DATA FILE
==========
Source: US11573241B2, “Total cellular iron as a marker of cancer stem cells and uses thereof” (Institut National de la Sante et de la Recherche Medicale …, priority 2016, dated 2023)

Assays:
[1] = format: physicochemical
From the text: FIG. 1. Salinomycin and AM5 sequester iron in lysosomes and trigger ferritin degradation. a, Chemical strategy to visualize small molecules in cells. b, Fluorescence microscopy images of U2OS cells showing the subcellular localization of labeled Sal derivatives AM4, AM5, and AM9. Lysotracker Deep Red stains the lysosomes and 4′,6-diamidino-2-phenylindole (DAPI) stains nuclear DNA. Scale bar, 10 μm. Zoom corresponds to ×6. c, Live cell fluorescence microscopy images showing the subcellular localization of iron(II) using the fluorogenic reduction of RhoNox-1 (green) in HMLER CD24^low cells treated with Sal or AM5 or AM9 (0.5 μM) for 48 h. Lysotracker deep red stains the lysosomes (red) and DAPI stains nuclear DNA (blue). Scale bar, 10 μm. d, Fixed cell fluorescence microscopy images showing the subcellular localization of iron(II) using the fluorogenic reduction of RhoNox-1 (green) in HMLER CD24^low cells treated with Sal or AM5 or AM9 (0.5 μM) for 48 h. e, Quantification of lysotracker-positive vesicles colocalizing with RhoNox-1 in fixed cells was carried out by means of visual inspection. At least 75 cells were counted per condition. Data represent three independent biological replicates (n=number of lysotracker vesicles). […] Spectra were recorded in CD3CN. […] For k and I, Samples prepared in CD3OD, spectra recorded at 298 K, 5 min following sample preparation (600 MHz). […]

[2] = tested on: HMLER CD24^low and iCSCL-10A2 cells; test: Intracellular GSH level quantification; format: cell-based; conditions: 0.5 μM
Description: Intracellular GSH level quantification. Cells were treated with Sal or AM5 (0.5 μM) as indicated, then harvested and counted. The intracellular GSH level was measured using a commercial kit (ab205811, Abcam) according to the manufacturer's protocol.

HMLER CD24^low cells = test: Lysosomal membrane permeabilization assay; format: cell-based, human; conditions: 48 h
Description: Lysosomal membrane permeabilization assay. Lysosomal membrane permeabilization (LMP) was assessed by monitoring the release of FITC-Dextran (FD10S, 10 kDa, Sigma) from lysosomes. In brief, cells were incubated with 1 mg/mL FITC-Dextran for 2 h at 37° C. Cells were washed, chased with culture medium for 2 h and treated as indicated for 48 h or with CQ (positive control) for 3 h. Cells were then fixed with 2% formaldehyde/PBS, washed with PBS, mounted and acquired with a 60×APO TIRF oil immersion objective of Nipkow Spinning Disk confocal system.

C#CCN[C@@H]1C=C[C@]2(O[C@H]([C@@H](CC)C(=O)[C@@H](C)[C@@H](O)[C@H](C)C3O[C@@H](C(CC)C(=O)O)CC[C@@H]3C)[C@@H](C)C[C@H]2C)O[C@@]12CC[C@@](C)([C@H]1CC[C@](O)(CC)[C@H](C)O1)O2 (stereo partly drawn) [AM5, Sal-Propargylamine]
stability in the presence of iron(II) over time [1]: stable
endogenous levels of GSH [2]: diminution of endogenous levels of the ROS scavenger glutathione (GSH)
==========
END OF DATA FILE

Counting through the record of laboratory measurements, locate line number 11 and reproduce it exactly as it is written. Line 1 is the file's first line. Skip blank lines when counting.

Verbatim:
endogenous levels of GSH [2]: diminution of endogenous levels of the ROS scavenger glutathione (GSH)